About self-watering planters
I love to grow fresh salad greens, tomatoes and
herbs. But growing veggies during high summer
means daily watering, which becomes a problem
when we go away for vacation. In the past, we’ve
hired the neighbor kid—sometimes he remembered,
and sometimes we came home to withered veggies.
Last summer I decided to build “self-watering”
veggie planters that I could leave for a week without
watering. The results were amazing. The planter
boxes themselves were gorgeous, they kept rabbits
and other critters from munching on my greens, and
I went for weeks on end without having to water. I
watered three times all summer long (no kidding),
and we had garden-fresh salads until frost. In this
article, I’ll show you how to build one for yourself.
The secret is in the perforated drain pipe.
Self-watering planters are sometimes called
“sub-irrigated planters” or SIPs, because your plants get to
“sip” water whenever they want. Our version uses inexpensive
perforated drain pipe with a fabric sleeve in the
bottom of the planter. Once you fill the drain pipe reservoirs,
they allow air to circulate and water to wick up to
your plants’ roots whenever they need it.
When plants are watered from below, the roots stay
consistently moist, there’s less evaporation and you don’t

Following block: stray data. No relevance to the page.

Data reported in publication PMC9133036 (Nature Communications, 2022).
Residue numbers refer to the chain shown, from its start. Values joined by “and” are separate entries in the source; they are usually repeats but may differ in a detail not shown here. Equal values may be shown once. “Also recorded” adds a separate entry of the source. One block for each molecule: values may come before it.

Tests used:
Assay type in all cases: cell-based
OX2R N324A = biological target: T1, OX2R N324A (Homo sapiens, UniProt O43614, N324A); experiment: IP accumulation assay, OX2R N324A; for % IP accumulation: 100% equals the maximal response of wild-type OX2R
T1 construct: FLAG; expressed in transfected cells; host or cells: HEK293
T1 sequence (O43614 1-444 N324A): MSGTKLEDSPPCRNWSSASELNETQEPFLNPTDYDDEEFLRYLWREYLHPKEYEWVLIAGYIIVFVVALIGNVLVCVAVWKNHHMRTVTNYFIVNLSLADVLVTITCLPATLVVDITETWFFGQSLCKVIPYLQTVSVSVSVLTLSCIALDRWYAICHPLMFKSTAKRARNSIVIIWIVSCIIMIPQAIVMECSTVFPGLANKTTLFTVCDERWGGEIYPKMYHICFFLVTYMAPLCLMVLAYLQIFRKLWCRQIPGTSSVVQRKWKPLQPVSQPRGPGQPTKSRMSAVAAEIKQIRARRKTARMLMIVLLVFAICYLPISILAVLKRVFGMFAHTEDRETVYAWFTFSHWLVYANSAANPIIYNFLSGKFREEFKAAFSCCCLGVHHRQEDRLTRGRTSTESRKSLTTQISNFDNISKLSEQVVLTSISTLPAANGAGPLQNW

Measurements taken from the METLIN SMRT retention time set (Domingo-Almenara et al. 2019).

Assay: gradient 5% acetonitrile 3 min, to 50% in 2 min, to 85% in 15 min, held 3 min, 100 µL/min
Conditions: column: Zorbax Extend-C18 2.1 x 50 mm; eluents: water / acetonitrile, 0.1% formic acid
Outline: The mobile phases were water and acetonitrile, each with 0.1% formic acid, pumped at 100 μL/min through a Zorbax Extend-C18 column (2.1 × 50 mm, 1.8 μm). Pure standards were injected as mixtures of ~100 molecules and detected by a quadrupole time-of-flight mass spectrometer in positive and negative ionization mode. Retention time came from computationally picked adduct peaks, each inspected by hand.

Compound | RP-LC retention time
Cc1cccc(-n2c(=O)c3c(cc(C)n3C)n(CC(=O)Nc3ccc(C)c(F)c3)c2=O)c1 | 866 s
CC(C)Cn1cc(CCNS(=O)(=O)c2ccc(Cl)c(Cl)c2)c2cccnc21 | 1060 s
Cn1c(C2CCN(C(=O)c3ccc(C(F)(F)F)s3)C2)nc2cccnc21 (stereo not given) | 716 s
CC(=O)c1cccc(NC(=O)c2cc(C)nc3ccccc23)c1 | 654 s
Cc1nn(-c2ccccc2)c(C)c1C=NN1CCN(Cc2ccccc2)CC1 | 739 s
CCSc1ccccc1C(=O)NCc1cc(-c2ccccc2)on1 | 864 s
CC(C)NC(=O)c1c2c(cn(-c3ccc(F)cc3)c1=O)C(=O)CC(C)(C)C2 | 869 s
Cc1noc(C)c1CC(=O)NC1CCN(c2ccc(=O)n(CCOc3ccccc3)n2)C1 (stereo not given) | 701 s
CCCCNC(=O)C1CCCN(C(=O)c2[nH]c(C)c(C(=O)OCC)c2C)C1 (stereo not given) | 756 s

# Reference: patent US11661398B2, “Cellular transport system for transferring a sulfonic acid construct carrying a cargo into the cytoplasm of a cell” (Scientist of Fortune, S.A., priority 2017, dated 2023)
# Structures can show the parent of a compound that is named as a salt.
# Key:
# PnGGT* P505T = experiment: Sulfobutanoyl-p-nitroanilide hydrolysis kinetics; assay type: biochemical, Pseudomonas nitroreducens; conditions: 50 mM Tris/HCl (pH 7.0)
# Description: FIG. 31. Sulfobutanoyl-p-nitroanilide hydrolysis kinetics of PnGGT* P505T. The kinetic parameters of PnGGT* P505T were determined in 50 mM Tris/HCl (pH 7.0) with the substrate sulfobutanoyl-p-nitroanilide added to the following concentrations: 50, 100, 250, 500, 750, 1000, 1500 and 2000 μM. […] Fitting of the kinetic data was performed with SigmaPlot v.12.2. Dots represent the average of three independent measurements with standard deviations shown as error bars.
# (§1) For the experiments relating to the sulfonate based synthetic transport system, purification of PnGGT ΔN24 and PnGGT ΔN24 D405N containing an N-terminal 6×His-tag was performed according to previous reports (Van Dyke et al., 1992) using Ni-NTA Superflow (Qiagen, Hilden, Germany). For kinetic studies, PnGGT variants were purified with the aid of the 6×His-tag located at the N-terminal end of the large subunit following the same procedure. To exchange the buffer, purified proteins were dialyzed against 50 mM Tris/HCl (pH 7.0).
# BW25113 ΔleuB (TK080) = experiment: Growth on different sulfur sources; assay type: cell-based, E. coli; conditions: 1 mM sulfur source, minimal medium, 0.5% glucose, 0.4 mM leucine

need to water as much. The vinyl tubing allows any
overflow water to drain. There are many commercial self-watering
planters available—the EarthBox (earthbox.com) is one but you can easily make your own.
Build a self-watering planter
Top 8 Reasons to Build This Self-Watering Planter
- It saves your back and knees.
- You’ll have fewer weeds.
- It waters your plants while
- It saves water.
- You’ll have fresh veggies
steps from your back door.
- It’s easy to create the
- It protects your veggies
from hungry critters.
- It’s a handsome addition to your patio.
Self-Watering Planter Basics
- Choose a spot that gets at least six hours of sun. If your planter is
against a wall, you can get by with less sun because of the reflected
- A 4-ft.-wide planter is ideal for harvesting from both sides. Keep
it to 3 ft. wide if you’re placing your planter against a wall or fence.
- Line your planter with a “fish-safe” rubber membrane. It will prolong
the life of the wood without leaching chemicals into the soil
(and your food). You can buy fish-safe pond liners in different thicknesses
and materials at home centers, garden centers and online
- Don’t use garden soil or a heavy potting soil in your raised garden.
Use a light, fluffy “soilless” blend that will retain moisture without
compacting or becoming waterlogged. You can also buy potting
soil specifically formulated for self-watering planters.
- Mulch your containers to keep weeds down and to slow
- For more great ideas for building sub-irrigated planters (SIPs),
Build your own planting box
Photos 1 – 6 show you how to build a handsome wood planter
box. The total cost of my 3 x 6-ft. cedar planter was $330. If you
use treated wood, the price would drop to about $250. And I
used a thick EPDM pond liner, which cost $120. (You can buy